• That’s so true, Candace! (You also make me want to go running today, haha)

  • I say this not to make you feel bad or guilty but I miss you and your thoughts and your views that make me see things in a new light. You inspire me!

    • It does not make me feel bad or guilty at all- I totally know what you mean because I am missing all of you! (I’ll be coming back mid-end April) 🙂

    • (And THANK YOU) 🙂 xo

  • This is beautiful and inspiring. Thank you for always sharing your heart and your inspiration with your readers. xxx

  • *Slow clap* (cause I just don’t have any words)

  • So glad you’re following your heart with your writing journey! Love following your posts (even if there aren’t going to be as many while you’re working on your novel)! We may be in your neck of the woods this summer to visit my cousins who just moved to Franklin…if we do, I’ll let Christian know & hopefully we can all meet for coffee or something! 🙂

    • Thank you, Kelly! 🙂 Yes, let me know if you’re ever in the area! Franklin has a ton of great coffee shops!! 🙂

  • I will definitely be listening to Writers on Writing. I love talking, listening, reading about writing. I am so glad that you are on the ride you are on. And I would love to talk writing any time with you!! I feel like I need to go back to some old pieces and get back to it since I have just been distracted by producing blog content every day.

    • It’s so, so good, Nina. I think you would love it. Definitely go back and listen to past episodes too. I will say- the break from blogging has helped SO much when writing this book. I think we forget sometimes how much there is to blogging… it’s so much more than writing a blog post and is a definite time investment. (Which I also love though.)

  • “The journey itself.” YES! Most of life, if not all, is really about the journey and what a triumph when we finally realize that and quit looking for results or some such. Each step can be so beautiful and you are sharing that with us. I thank you, sweet Emily. I am going to forward this post to my dear husband, who at 68 is writing and following his dream of long ago! He will be encouraged that he is not too late. He looks at the process as you have written here…a journey.
    Caring through Christ, ~ linda

    • Linda, thank you so, so much for this note. I listened to a podcast yesterday where the author’s one piece of advice for aspiring novelists was “Don’t give up. It’s never too late.” What an inspiration to know that your husband has made that decision! Thank you for sharing!!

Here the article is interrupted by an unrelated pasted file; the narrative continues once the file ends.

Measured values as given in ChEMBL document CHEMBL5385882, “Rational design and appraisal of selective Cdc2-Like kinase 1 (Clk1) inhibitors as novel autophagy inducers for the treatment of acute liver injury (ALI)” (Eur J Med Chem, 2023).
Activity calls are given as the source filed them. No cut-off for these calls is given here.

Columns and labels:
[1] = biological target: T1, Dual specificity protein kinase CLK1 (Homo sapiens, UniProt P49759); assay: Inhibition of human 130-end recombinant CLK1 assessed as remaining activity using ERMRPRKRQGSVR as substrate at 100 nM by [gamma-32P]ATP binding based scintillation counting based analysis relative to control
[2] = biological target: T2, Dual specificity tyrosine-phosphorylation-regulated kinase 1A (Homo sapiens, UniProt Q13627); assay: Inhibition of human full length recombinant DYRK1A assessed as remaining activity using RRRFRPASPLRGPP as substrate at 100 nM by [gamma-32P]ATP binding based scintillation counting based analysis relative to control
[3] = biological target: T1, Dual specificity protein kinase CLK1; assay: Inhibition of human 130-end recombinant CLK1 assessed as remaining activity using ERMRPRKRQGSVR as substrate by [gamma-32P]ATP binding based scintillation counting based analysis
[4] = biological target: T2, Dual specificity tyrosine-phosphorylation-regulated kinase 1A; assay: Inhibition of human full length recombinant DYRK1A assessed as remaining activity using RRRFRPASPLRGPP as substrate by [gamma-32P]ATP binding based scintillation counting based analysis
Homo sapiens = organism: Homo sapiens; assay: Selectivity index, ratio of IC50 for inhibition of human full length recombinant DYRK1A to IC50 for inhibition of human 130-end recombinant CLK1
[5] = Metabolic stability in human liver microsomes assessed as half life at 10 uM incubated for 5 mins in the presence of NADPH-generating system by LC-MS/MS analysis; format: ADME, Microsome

• Yes, sometimes having expectations from our goals and dreams makes us feel like less has been accomplished even if we have had the dare to dream in the first place. Loving all the insight you’re sharing during this process Emily!

  • Girl, you’ve been busy. 🙂
    Thanks so much for sharing your lessons. I always like seeing things from other people’s view and learning through their experience.

    • I do too! 🙂 I think that’s why I’ve been enjoying these podcasts so much – I love hearing about other people’s processes… reminders that there is no “right way.” You make your way the right way.

  • Those are fantastic quotes. A wise, wise man. 🙂
    I am totally with you – I love to have dreams and goals, but the minute there is an actual, specific ‘end game’ linked to one of them, it changes everything. I’ve always found myself drawn to dreams or goals that have a few possible outcomes. Don’t get me wrong – it unnerves me to no end to not *KNOW* how something will end. But I prefer that to the knowing. Isn’t that bizarre?
    This whole post is brilliant – and I am reading all of the “DO” from my word of the year in it. DO IT ANYWAY. That one may have to go up on my wall of ‘do’ quotes too!!!
    So proud of what you are doing. You are amazing, Em!!!! Keep at it girl!! XO

    • Not bizarre at ALL! I am right there with you! Thank you for the encouragement, friend!! It means the world to me!! 🙂 XO

  • inspiring quotes indeed! i hope for the best and your success 🙂